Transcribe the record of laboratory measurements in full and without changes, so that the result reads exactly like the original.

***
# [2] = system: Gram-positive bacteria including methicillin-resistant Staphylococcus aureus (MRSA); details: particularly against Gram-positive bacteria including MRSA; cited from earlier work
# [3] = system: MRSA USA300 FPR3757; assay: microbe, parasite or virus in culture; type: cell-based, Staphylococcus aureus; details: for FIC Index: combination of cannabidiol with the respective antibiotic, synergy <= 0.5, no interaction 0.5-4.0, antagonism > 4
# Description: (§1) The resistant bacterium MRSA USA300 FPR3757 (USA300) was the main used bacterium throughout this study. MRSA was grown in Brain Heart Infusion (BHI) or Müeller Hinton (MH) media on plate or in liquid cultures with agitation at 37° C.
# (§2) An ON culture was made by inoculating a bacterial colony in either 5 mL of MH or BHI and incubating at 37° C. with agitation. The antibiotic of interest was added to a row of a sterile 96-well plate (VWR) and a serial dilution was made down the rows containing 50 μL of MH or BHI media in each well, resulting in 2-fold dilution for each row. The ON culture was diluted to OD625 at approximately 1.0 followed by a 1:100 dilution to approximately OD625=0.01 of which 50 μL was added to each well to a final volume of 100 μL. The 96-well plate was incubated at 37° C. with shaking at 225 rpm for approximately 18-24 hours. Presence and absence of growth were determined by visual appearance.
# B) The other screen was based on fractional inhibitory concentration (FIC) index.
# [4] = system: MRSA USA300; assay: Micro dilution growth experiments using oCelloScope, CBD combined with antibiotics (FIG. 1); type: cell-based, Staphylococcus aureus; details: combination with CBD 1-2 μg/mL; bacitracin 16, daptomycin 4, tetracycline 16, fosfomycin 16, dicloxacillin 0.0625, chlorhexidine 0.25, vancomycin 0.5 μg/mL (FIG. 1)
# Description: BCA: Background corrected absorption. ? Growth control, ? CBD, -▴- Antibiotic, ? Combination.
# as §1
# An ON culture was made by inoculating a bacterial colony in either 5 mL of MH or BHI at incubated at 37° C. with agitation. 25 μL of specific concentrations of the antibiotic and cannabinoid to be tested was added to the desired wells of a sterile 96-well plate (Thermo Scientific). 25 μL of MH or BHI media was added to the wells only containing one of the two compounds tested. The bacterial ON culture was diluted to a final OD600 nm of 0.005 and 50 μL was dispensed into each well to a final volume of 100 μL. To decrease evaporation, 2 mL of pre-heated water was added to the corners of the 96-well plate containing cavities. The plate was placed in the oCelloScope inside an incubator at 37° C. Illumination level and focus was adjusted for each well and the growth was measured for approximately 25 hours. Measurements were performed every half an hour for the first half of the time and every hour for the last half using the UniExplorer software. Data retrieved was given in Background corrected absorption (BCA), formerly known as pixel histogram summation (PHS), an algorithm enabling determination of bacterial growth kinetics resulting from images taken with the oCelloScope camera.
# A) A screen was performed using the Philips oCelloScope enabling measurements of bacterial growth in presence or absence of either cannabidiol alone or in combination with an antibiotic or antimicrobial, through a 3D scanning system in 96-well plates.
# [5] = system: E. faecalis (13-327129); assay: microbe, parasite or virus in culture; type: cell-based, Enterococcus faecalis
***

# [2] = system: Gram-positive bacteria including methicillin-resistant Staphylococcus aureus (MRSA); details: particularly against Gram-positive bacteria including MRSA; cited from earlier work
# [3] = system: MRSA USA300 FPR3757; assay: microbe, parasite or virus in culture; type: cell-based, Staphylococcus aureus; details: for FIC Index: combination of cannabidiol with the respective antibiotic, synergy <= 0.5, no interaction 0.5-4.0, antagonism > 4
# Description: (§1) The resistant bacterium MRSA USA300 FPR3757 (USA300) was the main used bacterium throughout this study. MRSA was grown in Brain Heart Infusion (BHI) or Müeller Hinton (MH) media on plate or in liquid cultures with agitation at 37° C.
# (§2) An ON culture was made by inoculating a bacterial colony in either 5 mL of MH or BHI and incubating at 37° C. with agitation. The antibiotic of interest was added to a row of a sterile 96-well plate (VWR) and a serial dilution was made down the rows containing 50 μL of MH or BHI media in each well, resulting in 2-fold dilution for each row. The ON culture was diluted to OD625 at approximately 1.0 followed by a 1:100 dilution to approximately OD625=0.01 of which 50 μL was added to each well to a final volume of 100 μL. The 96-well plate was incubated at 37° C. with shaking at 225 rpm for approximately 18-24 hours. Presence and absence of growth were determined by visual appearance.
# B) The other screen was based on fractional inhibitory concentration (FIC) index.
# [4] = system: MRSA USA300; assay: Micro dilution growth experiments using oCelloScope, CBD combined with antibiotics (FIG. 1); type: cell-based, Staphylococcus aureus; details: combination with CBD 1-2 μg/mL; bacitracin 16, daptomycin 4, tetracycline 16, fosfomycin 16, dicloxacillin 0.0625, chlorhexidine 0.25, vancomycin 0.5 μg/mL (FIG. 1)
# Description: BCA: Background corrected absorption. ? Growth control, ? CBD, -▴- Antibiotic, ? Combination.
# as §1
# An ON culture was made by inoculating a bacterial colony in either 5 mL of MH or BHI at incubated at 37° C. with agitation. 25 μL of specific concentrations of the antibiotic and cannabinoid to be tested was added to the desired wells of a sterile 96-well plate (Thermo Scientific). 25 μL of MH or BHI media was added to the wells only containing one of the two compounds tested. The bacterial ON culture was diluted to a final OD600 nm of 0.005 and 50 μL was dispensed into each well to a final volume of 100 μL. To decrease evaporation, 2 mL of pre-heated water was added to the corners of the 96-well plate containing cavities. The plate was placed in the oCelloScope inside an incubator at 37° C. Illumination level and focus was adjusted for each well and the growth was measured for approximately 25 hours. Measurements were performed every half an hour for the first half of the time and every hour for the last half using the UniExplorer software. Data retrieved was given in Background corrected absorption (BCA), formerly known as pixel histogram summation (PHS), an algorithm enabling determination of bacterial growth kinetics resulting from images taken with the oCelloScope camera.
# A) A screen was performed using the Philips oCelloScope enabling measurements of bacterial growth in presence or absence of either cannabidiol alone or in combination with an antibiotic or antimicrobial, through a 3D scanning system in 96-well plates.
# [5] = system: E. faecalis (13-327129); assay: microbe, parasite or virus in culture; type: cell-based, Enterococcus faecalis